The Riddler is one of Batman’s most infamous foes, and with FOX’s new drama Gotham (premiering September 22) showing the origin stories of many of the notorious villains of Batman lore, it’s no surprise that Edward Nygma – The Riddler – shows up pretty quickly.
We caught up with the actor playing Nygma, Cory Michael Smith, for some intel about what we should expect from his character on the highly-anticipated show.
KSITETV’s CRAIG BYRNE: When you got the role on Gotham, did you know that it was going to be Edward Nygma/The Riddler?
CORY MICHAEL SMITH: I did. I don’t think we were supposed to.
When I got the appointment, I knew that it was the Riddler, but they gave us dummy sides, so I was constructing the audition based on sides that weren’t going to be in the pilot. But my pursuit of it, it was intense, because I was like “this is f—ing awesome,” the origin stories for the show.
To me, it’s like the coolest job ever, because what is more exciting for an actor than telling the part, going from how someone evolves into doing terrible things. What happens to a good person to make them do terrible things?
So do you think Edward Nygma is a good person at this point?
Absolutely. And what I’m so happy about… we’re all starting at different points in our lives. We’re meeting Oswald at a place where he is actively being beaten and slowly turning. This first season’s going to be about the rise of the Penguin. But I’m starting from a place of being with the Gotham City Police Department, being a good guy…. my intentions are completely positive. I’m trying to contribute, and it’s starting from the beginning, that Harvey Bullock is being a little rude, mistreating me… I’m underappreciated; I’m misunderstood, and I don’t understand why people don’t understand me. And that’s where I’m coming from.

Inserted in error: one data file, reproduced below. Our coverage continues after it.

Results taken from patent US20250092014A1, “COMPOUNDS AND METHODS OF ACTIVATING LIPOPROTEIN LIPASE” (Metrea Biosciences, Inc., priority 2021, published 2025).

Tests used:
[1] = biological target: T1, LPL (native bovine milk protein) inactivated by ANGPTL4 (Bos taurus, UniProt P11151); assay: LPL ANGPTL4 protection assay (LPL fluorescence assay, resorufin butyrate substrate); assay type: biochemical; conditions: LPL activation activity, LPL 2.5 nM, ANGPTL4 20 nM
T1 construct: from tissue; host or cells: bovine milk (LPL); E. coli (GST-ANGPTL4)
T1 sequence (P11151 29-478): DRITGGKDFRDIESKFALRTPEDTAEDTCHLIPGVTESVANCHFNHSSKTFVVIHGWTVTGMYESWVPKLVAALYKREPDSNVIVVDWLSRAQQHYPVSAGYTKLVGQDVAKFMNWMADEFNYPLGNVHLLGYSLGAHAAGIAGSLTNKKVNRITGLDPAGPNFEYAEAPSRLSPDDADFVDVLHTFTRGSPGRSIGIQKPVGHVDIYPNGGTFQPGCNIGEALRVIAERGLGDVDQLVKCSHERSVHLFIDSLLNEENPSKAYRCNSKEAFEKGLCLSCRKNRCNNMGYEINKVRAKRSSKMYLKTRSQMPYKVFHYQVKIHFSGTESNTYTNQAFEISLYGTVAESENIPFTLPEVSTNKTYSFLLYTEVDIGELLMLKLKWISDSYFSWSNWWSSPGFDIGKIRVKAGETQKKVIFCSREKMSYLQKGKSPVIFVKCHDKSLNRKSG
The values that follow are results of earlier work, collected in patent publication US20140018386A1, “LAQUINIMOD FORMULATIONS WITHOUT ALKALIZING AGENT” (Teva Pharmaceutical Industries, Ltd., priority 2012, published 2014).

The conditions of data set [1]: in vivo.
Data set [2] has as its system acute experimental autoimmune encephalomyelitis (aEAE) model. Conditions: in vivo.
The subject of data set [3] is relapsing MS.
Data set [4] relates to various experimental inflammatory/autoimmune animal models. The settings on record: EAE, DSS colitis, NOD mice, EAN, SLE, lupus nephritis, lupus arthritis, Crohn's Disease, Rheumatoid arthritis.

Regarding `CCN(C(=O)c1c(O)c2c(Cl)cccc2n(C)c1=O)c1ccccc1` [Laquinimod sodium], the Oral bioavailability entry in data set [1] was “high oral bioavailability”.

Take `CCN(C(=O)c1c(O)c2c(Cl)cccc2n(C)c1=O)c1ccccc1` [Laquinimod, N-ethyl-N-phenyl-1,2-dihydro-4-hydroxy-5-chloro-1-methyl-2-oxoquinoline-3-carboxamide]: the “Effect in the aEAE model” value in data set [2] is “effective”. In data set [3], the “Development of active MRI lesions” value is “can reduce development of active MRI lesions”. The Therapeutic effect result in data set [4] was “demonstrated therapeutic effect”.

The lovely thing about the Riddler is he’s not someone that is a sadist; he doesn’t hurt people. In the history of all the comics, he’s not someone that’s trying to harm people, necessarily. What he does is he sets up tricks to make people be as smart as him. “Prove you’re as smart as me. Figure this out. I’m smarter than you. You don’t understand that. Try to figure this out. If you don’t get it, something terrible is going to happen. I don’t want it to happen, you don’t want it to happen, so figure it out.” So his whole thing is about being misunderstood, mistreated, underappreciated. He just wants people to understand how smart he is, and that he can contribute.
Is that why he often speaks in riddles, to just see who can figure him out?
I think you’re dealing with someone who operates in a non-traditional way. I think he emotionally non-traditional; psychologically non-traditional. He’s someone that is scientifically and mathematically dominant. He feels most comfortable talking in question answers. That’s just his social comfort level. He’s someone who is socially unconventional; perhaps a bit inept. I don’t think it’s a conscious thing of “I’m going to challenge, you asking questions;” I just think that’s how he is. And people don’t understand him, and he doesn’t understand why they don’t understand him.
Will we see more of Edward in Gotham Episode 2? He only has a really quick scene in the pilot.
Not really. A little bit. My role in the first handful of episodes is really going to be setting up my role with the police department, and showing my relationship with Ben McKenzie’s James Gordon and Donal Logue’s Harvey Bullock, and also the police captain, Sarah Essen. Kind of showing my place there, how I’m treated… giving people a taste of the way I interact socially; how it’s a bit awkward and uncomfortable. I add some levity to the episodes; at least I hope I do, I hope I add some humor to them. It’s like a slow introduction. Stuff starts heating up for me, probably at midseason.
Gotham premieres Monday, September 22 on FOX. Stay tuned for more Gotham interviews and be sure to visit our Gotham portal, GothamSite: